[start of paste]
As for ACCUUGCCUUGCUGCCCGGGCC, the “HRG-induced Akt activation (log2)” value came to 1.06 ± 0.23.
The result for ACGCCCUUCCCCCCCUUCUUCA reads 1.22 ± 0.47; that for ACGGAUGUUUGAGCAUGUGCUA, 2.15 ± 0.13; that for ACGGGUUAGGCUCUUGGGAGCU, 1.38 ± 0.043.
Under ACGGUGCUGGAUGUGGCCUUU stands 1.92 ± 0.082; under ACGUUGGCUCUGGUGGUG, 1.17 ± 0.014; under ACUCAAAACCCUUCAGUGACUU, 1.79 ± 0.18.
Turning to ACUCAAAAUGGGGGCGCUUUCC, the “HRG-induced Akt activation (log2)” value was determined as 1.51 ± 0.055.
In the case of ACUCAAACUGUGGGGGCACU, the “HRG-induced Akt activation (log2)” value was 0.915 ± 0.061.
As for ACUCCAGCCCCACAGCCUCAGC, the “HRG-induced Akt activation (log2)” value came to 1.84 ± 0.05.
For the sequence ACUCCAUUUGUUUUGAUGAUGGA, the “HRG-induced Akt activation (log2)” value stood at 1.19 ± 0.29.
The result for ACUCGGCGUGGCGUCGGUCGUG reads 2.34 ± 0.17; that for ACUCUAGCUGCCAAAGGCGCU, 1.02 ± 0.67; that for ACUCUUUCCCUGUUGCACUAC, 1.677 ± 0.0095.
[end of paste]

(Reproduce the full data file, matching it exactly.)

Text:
As for ACCUUGCCUUGCUGCCCGGGCC, the “HRG-induced Akt activation (log2)” value came to 1.06 ± 0.23.
The result for ACGCCCUUCCCCCCCUUCUUCA reads 1.22 ± 0.47; that for ACGGAUGUUUGAGCAUGUGCUA, 2.15 ± 0.13; that for ACGGGUUAGGCUCUUGGGAGCU, 1.38 ± 0.043.
Under ACGGUGCUGGAUGUGGCCUUU stands 1.92 ± 0.082; under ACGUUGGCUCUGGUGGUG, 1.17 ± 0.014; under ACUCAAAACCCUUCAGUGACUU, 1.79 ± 0.18.
Turning to ACUCAAAAUGGGGGCGCUUUCC, the “HRG-induced Akt activation (log2)” value was determined as 1.51 ± 0.055.
In the case of ACUCAAACUGUGGGGGCACU, the “HRG-induced Akt activation (log2)” value was 0.915 ± 0.061.
As for ACUCCAGCCCCACAGCCUCAGC, the “HRG-induced Akt activation (log2)” value came to 1.84 ± 0.05.
For the sequence ACUCCAUUUGUUUUGAUGAUGGA, the “HRG-induced Akt activation (log2)” value stood at 1.19 ± 0.29.
The result for ACUCGGCGUGGCGUCGGUCGUG reads 2.34 ± 0.17; that for ACUCUAGCUGCCAAAGGCGCU, 1.02 ± 0.67; that for ACUCUUUCCCUGUUGCACUAC, 1.677 ± 0.0095.